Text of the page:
Leash Training: When Your Dog Refuses to Walk

· May 1, 2019
If your dog refuses to walk when you take him out on the leash, it could be a training problem. Here you can find out the secret of leash training and how to put it into practice.

You take your dog out for a walk, and all of a sudden he stops and refuses to walk any further. Has this ever happened to you? Well, let’s learn about leash training, a technique that can help you enjoy walking with your canine friend. Firstly, let’s see some reasons why your dog may stop dead in the middle of a walk.

Why doesn’t my dog want to walk?

It can be a frustrating situation when your dog refuses to walk. It’s common for you to start pulling on the leash to try to get your dog to move, and you might start to get a little frustrated. It’s true that there are many reasons that can make your dog stop when you’re taking it for a walk.

Among the most frequent causes are:

  • Your dog is stressed or scared
  • It hasn’t learned to walk correctly
  • It’s easily distracted by the surroundings
  • The canine may be suffering from some type of pain that impedes walking
  • Your dog may either be a puppy or an older dog

Identifying which of the above reasons may be causing your dog to refuse to walk isn’t always easy. In a similar vein, the solution to some of these problems may need a qualified animal expert.

A dog with a leash in its mouth.

What is leash training?

On many occasions, the problem may be related to how your dog views the leash. How can you get your dog to accept the leash and to think of it as an extension of your arm? You’ll need to familiarize your dog with the leash before starting out on a walk.

Leash training consists of carrying out different activities with the goal of building your dog’s confidence in the leash. The first step starts at home: let your dog discover the leash and smell it. Then, to reinforce good behavior, you can hide the leash and reward your dog when it finds it again.

Above all else, it’s important not to lose patience with your dog. Once you’ve taken these first steps, you can start to put the leash on your dog, gradually, and reward good behavior if necessary.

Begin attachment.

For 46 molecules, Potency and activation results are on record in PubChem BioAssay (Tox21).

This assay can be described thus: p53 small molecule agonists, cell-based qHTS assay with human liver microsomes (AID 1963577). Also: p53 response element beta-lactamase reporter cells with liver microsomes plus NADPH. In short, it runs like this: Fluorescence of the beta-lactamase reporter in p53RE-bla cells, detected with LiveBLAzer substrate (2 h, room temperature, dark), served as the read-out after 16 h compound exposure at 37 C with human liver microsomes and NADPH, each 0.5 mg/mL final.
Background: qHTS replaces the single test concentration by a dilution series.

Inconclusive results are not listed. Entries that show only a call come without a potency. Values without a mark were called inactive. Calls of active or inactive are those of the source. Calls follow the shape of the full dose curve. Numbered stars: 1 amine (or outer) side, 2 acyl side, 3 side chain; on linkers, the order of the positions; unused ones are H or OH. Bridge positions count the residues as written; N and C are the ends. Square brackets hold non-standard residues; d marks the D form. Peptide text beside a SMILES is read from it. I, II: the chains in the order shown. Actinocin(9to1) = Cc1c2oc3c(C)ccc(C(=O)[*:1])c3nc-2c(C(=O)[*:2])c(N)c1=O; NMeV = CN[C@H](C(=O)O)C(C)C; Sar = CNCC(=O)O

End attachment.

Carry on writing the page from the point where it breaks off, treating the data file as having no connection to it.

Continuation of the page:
If you’ve got to this point, but your dog still refuses to walk when you take it out, you may have to apply the above steps for leash training during the actual walk. Make sure you don’t yell at your dog or pull on the leash. Be patient and keep walking on your own. If your dog comes after you, use positive reinforcement and reward it with a treat.

Dog in the park pulling on its leash.

Many cases of dogs that refuse to walk on the leash have to do with insufficient education and training. In these cases, if you take another well-trained ‘guide dog’ with you on the walk, then this could give excellent results with your dog.

And what if my dog is scared or sick?

In these situations, the best thing to do would be to take your dog to see an ethologist. This expert on animal behavior can guide you and help your canine friend to overcome fears that may be paralyzing it.

If, on the other hand, you’ve noted that your dog is in pain when walking, or is an older dog, then you should take it to see a trusted vet more frequently. It’s your responsibility to do everything in your power to make sure your dog is as healthy and happy as possible.

  • LEVINE, Bernard I. Dog leash training device. U.S. Patent No 6,612,264, 2 Sept. 2003.